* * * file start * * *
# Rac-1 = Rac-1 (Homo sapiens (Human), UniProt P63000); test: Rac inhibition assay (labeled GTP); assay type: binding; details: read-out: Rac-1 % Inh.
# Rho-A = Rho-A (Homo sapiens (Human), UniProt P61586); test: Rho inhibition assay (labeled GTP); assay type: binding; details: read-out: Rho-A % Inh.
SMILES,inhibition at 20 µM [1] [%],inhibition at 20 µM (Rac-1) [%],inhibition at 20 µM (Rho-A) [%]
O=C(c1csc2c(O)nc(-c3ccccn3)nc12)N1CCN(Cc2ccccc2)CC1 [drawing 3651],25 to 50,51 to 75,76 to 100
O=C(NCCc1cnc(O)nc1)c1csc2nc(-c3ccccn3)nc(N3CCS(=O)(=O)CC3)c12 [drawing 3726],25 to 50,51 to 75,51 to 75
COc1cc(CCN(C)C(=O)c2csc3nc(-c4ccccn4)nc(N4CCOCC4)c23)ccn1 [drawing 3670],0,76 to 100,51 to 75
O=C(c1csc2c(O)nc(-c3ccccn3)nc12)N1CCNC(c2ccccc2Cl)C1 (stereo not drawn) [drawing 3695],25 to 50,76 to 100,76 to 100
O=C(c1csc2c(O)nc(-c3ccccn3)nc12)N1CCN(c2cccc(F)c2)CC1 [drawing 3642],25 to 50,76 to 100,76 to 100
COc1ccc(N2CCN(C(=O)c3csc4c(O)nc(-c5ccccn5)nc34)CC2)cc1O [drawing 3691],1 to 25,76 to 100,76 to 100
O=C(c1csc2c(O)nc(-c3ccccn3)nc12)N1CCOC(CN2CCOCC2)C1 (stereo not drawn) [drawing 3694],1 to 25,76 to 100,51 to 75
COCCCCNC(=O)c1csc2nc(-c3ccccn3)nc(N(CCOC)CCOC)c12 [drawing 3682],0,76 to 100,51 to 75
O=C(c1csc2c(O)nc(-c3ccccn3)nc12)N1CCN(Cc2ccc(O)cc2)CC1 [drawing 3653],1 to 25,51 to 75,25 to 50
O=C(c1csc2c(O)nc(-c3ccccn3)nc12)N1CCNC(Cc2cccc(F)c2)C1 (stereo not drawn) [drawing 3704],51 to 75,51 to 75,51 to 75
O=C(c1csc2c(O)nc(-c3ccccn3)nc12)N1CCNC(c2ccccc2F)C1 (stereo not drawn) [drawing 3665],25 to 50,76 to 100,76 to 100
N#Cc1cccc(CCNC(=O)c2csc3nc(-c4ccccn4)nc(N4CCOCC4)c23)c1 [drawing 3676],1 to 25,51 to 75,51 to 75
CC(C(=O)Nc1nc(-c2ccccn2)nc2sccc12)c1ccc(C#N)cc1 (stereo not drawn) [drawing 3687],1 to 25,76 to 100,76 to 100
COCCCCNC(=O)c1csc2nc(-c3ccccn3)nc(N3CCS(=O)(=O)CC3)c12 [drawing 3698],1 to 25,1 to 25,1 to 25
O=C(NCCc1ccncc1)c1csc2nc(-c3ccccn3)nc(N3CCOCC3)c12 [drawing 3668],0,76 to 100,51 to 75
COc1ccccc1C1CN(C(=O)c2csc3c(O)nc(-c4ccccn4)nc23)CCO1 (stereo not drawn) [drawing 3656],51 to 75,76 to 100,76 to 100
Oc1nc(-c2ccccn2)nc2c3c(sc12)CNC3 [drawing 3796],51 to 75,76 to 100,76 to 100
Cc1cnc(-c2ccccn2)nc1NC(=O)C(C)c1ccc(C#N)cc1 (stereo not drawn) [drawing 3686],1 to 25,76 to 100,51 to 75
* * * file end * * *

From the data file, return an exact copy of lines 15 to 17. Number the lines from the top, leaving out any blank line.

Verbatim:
N#Cc1cccc(CCNC(=O)c2csc3nc(-c4ccccn4)nc(N4CCOCC4)c23)c1 [drawing 3676],1 to 25,51 to 75,51 to 75
CC(C(=O)Nc1nc(-c2ccccn2)nc2sccc12)c1ccc(C#N)cc1 (stereo not drawn) [drawing 3687],1 to 25,76 to 100,76 to 100
COCCCCNC(=O)c1csc2nc(-c3ccccn3)nc(N3CCS(=O)(=O)CC3)c12 [drawing 3698],1 to 25,1 to 25,1 to 25